Photos by Jamie Alexander
Owensboro resident Kenneth Oliver (K.O.) Lewis has been inspiring people with his art for quite some time. His artwork conveys messages of social justice and features prominent figures that he admires and looks to for inspiration.
Born and raised on the west side of Louisville, Lewis moved to Owensboro after high school to further his education at Kentucky Wesleyan College. He grew up playing football and always enjoyed painting and drawing, so Lewis was ecstatic to find a school where he could continue his playing career and feed his passion for art.
“I wanted assistance to go to school, but also wanted to focus on the things I enjoy,” Lewis said. “KWC was one of the places that had a legitimate art program and wanted me to play football. I wasn’t just another number on the team, and it was close to home.”
His first big break came when duPont Manual—a magnet school for art in Jefferson County—accepted him into their program after a rigorous application process. Despite quality art and writing submissions and an intense interview, the school initially denied him acceptance. His mom, however, had other plans.
“My three older brothers went there—they eventually let me in after my mom communicated how badly I wanted to be there,” he said. “It was a 45-minute bus ride, but going to that high school and participating in their programs played a pivotal role in my success. It solidified my desire to continue working with art after education.”
Lewis’s portraits highlight prominent figures in the social justice movement, past and present, and reflect his respect for them. He’s recently progressed in his creative process by adding words to the portraits that better convey the art’s message.
“When you create art, you have to do it for yourself first—it only enhances the passion,” he said. “I hope that others can see my vision and passion and are drawn to it. It’s my way of communicating to the viewer what has inspired me and how they’ve shaped and formed the way I think about things.”
One of his more well-received pieces was a large acrylic portrait of Muhammad Ali with one phrase printed several times. The real “aha” moment came when NFL safety Kenny Vacarro was attending an art festival where Lewis sold his work and kept doing double-takes with the particular piece.
He said Vacarro was wearing athletic gear and had large hands; he knew he looked familiar but couldn’t pinpoint how he knew him. He initially thought he was a boxer, but after some discussion realized that he was a star defensive back for one of his favorite teams, the Tennessee Titans.
“It was a major fan-boy and star-struck moment,” Lewis said. “Me having that response to him in an art setting made him feel good. He was with his beautiful family, and my wife was soaking it all in. He ended up purchasing that painting for $4,000 for his home.”
Amazed by Lewis’s ability, Vacarro later commissioned him to paint a portrait of renowned rap artist Nipsey Hustle. Before being murdered, Hustle was well known for his ideology in “building up” and reinvesting in the neighborhood, a concept that Lewis also holds dear.
Lewis dedicates his days to being an educator, climbing from the ranks of exceptional education instructor to administrator in his 13 years with Owensboro Public Schools. Growing up in an area ladened with trouble and trauma, Lewis can often connect with troubled students on a deeper level than most.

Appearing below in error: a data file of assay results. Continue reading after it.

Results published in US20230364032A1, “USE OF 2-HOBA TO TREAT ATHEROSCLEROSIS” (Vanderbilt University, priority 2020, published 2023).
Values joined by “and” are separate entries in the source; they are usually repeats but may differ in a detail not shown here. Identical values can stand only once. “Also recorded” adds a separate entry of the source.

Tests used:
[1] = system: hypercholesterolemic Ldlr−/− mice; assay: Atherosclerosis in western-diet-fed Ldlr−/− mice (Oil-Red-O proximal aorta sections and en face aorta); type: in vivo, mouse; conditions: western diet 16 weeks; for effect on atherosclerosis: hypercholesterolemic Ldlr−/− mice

“My goal is to be a mentor and remove barriers; I want to build relationships and create ways for teachers to communicate with kids,” he said. “We have to remove implicit bias, be vulnerable, and determine what is best for the kid rather than dwell on the negative.”
“We must tackle every day with opportunity because when they leave us, there may not be anyone else for them.”
Lewis’s journey as an artist and an educator are intertwined. He enjoys the process of getting someone to try and see a better version of themselves, much like the individuals he paints do for him.
“I say it’s the same because I always go back to the same people that I’m painting—I don’t know them personally, but their words have had such a strong impact on me. I use their inspiration and focus on creating a better version of myself,” he said. “When I’m working with young people, I want to meet them where they are, focus on their strengths, and amplify them.”
“I want them to know that they have the capacity to be what they want to be regardless of barriers.”
Lewis said he isn’t on the journey alone, attributing much of his success to his wife, Erin. The two have one daughter together—Eva—who he considers the source of his engine.
“We created a lifestyle and home we could be proud of when adopting Eva; they keep me going, and I love them so much,” Lewis said. “Since having Eva, I’ve been paying more attention to female figures and painting them more frequently. Women have had a strong impact on my life, and I want to depict that in my art.”
Some of Lewis’s more notable works include Maya Angelou, James Baldwin, and Muhammad Ali. He said that their words and the words of many others guided him through tough times to create the person he is today.
“We all have these things that we run to and focus on that give us an extra nudge,” Lewis said. “I enjoy listening to the way someone says something—it can bring out the soul in their words. You may not see it in my painting, but I hope it will capture your attention, and the words will resonate.”